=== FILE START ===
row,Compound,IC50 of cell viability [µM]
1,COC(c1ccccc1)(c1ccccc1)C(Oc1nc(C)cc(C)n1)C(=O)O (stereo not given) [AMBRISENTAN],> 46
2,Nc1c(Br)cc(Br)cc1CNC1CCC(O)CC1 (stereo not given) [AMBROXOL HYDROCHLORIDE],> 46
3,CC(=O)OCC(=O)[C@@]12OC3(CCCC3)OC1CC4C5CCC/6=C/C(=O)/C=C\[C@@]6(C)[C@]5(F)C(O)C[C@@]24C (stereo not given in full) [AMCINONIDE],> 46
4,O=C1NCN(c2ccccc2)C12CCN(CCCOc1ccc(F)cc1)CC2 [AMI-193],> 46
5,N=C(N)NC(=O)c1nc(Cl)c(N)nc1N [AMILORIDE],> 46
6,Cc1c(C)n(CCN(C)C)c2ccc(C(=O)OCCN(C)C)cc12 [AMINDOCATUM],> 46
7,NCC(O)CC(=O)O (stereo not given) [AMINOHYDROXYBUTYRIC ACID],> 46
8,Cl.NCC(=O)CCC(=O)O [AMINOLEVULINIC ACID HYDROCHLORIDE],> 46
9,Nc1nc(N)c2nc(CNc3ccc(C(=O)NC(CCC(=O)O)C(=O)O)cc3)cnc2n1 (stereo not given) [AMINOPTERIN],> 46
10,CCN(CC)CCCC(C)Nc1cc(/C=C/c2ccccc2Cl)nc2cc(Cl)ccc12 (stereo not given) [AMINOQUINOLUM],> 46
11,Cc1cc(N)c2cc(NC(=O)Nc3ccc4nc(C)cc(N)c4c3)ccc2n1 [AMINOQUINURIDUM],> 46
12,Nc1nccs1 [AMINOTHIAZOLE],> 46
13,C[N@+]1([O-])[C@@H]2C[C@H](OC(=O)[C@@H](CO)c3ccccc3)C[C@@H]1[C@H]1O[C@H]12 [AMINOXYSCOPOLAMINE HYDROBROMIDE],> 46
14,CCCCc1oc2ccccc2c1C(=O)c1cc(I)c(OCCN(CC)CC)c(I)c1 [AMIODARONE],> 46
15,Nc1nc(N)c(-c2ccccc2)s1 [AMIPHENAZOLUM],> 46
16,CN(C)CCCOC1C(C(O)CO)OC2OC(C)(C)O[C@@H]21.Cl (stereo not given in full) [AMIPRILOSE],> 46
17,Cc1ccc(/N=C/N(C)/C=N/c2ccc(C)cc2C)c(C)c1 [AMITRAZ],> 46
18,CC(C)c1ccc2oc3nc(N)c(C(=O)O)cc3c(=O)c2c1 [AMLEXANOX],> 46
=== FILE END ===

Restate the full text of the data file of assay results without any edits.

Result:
row,Compound,IC50 of cell viability [µM]
1,COC(c1ccccc1)(c1ccccc1)C(Oc1nc(C)cc(C)n1)C(=O)O (stereo not given) [AMBRISENTAN],> 46
2,Nc1c(Br)cc(Br)cc1CNC1CCC(O)CC1 (stereo not given) [AMBROXOL HYDROCHLORIDE],> 46
3,CC(=O)OCC(=O)[C@@]12OC3(CCCC3)OC1CC4C5CCC/6=C/C(=O)/C=C\[C@@]6(C)[C@]5(F)C(O)C[C@@]24C (stereo not given in full) [AMCINONIDE],> 46
4,O=C1NCN(c2ccccc2)C12CCN(CCCOc1ccc(F)cc1)CC2 [AMI-193],> 46
5,N=C(N)NC(=O)c1nc(Cl)c(N)nc1N [AMILORIDE],> 46
6,Cc1c(C)n(CCN(C)C)c2ccc(C(=O)OCCN(C)C)cc12 [AMINDOCATUM],> 46
7,NCC(O)CC(=O)O (stereo not given) [AMINOHYDROXYBUTYRIC ACID],> 46
8,Cl.NCC(=O)CCC(=O)O [AMINOLEVULINIC ACID HYDROCHLORIDE],> 46
9,Nc1nc(N)c2nc(CNc3ccc(C(=O)NC(CCC(=O)O)C(=O)O)cc3)cnc2n1 (stereo not given) [AMINOPTERIN],> 46
10,CCN(CC)CCCC(C)Nc1cc(/C=C/c2ccccc2Cl)nc2cc(Cl)ccc12 (stereo not given) [AMINOQUINOLUM],> 46
11,Cc1cc(N)c2cc(NC(=O)Nc3ccc4nc(C)cc(N)c4c3)ccc2n1 [AMINOQUINURIDUM],> 46
12,Nc1nccs1 [AMINOTHIAZOLE],> 46
13,C[N@+]1([O-])[C@@H]2C[C@H](OC(=O)[C@@H](CO)c3ccccc3)C[C@@H]1[C@H]1O[C@H]12 [AMINOXYSCOPOLAMINE HYDROBROMIDE],> 46
14,CCCCc1oc2ccccc2c1C(=O)c1cc(I)c(OCCN(CC)CC)c(I)c1 [AMIODARONE],> 46
15,Nc1nc(N)c(-c2ccccc2)s1 [AMIPHENAZOLUM],> 46
16,CN(C)CCCOC1C(C(O)CO)OC2OC(C)(C)O[C@@H]21.Cl (stereo not given in full) [AMIPRILOSE],> 46
17,Cc1ccc(/N=C/N(C)/C=N/c2ccc(C)cc2C)c(C)c1 [AMITRAZ],> 46
18,CC(C)c1ccc2oc3nc(N)c(C(=O)O)cc3c(=O)c2c1 [AMLEXANOX],> 46